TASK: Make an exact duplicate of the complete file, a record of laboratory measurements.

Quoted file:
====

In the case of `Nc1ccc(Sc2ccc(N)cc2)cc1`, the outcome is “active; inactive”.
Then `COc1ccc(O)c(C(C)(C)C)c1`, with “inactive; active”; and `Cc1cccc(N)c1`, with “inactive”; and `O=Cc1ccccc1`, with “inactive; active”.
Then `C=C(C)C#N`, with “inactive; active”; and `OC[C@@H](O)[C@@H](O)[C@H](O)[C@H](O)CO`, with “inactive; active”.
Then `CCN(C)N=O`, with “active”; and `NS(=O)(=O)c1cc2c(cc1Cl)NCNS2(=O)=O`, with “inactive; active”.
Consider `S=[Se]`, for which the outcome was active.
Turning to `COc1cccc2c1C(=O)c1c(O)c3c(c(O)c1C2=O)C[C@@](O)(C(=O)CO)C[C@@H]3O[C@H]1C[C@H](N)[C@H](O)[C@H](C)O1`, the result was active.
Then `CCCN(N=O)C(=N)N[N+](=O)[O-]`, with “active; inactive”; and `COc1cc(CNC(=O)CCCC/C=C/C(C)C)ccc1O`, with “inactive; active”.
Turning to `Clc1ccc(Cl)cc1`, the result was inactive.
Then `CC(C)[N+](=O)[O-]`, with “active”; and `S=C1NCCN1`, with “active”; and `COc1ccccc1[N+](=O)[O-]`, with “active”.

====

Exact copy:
In the case of `Nc1ccc(Sc2ccc(N)cc2)cc1`, the outcome is “active; inactive”.
Then `COc1ccc(O)c(C(C)(C)C)c1`, with “inactive; active”; and `Cc1cccc(N)c1`, with “inactive”; and `O=Cc1ccccc1`, with “inactive; active”.
Then `C=C(C)C#N`, with “inactive; active”; and `OC[C@@H](O)[C@@H](O)[C@H](O)[C@H](O)CO`, with “inactive; active”.
Then `CCN(C)N=O`, with “active”; and `NS(=O)(=O)c1cc2c(cc1Cl)NCNS2(=O)=O`, with “inactive; active”.
Consider `S=[Se]`, for which the outcome was active.
Turning to `COc1cccc2c1C(=O)c1c(O)c3c(c(O)c1C2=O)C[C@@](O)(C(=O)CO)C[C@@H]3O[C@H]1C[C@H](N)[C@H](O)[C@H](C)O1`, the result was active.
Then `CCCN(N=O)C(=N)N[N+](=O)[O-]`, with “active; inactive”; and `COc1cc(CNC(=O)CCCC/C=C/C(C)C)ccc1O`, with “inactive; active”.
Turning to `Clc1ccc(Cl)cc1`, the result was inactive.
Then `CC(C)[N+](=O)[O-]`, with “active”; and `S=C1NCCN1`, with “active”; and `COc1ccccc1[N+](=O)[O-]`, with “active”.